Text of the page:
Colloquium: Dr. Meysam HaghshenasDr. Meysam Haghshenas Department of Mechanical Engineering University of North Dakota Grand Forks, ND
Magnesium Nanocomposites: Lightweight, but Strong, Materials of Future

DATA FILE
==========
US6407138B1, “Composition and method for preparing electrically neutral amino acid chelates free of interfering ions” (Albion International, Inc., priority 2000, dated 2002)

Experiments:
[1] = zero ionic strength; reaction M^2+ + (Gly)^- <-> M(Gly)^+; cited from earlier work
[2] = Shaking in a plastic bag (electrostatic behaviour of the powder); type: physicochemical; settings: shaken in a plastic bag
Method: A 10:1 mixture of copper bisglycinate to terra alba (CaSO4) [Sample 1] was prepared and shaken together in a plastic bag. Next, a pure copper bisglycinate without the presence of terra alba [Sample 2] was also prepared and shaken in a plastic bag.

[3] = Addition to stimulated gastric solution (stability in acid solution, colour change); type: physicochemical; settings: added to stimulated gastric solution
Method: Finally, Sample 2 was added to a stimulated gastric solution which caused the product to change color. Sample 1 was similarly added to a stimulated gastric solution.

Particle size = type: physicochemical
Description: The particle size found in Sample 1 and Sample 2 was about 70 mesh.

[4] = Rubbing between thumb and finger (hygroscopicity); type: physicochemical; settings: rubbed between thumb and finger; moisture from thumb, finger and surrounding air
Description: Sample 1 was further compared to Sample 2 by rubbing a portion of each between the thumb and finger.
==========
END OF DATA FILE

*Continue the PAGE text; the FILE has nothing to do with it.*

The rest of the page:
Ambient and elevated temperature mechanical and physical properties of traditional materials like metals, polymers and ceramics are not able to match expected properties in modern engineering applications. Among metallic materials, magnesium (Mg) possesses the least density and seems an excellent candidate for aerospace and automotive industries; however, However, the ductility of Mg alloys is relatively poor because of the low symmetry hexagonal close-packed (HCP) internal lattice structure, which significantly hinders their usage. The precipitation hardening of Mg improves the mechanical properties but there are only a few elements which form extended regions of solid solutions with Mg. Therefore, efforts are spent to develop lightweight Mg matrix composites. With the growing availability of ceramic and metallic nanoparticles, the development of new magnesium nanocomposites provides improved mechanical properties, as well as high temperature, corrosion, fatigue and wear properties over magnesium alloys and conventional magnesium composites reinforced with micron-size particles. The use of a small volume fraction of nano-size reinforcements (i.e. ceramic nanoparticles and carbon nano-tubes) has been shown to produce results comparable or even superior to that of metal matrix composites reinforced with similar or higher volume fraction of micron size reinforcement.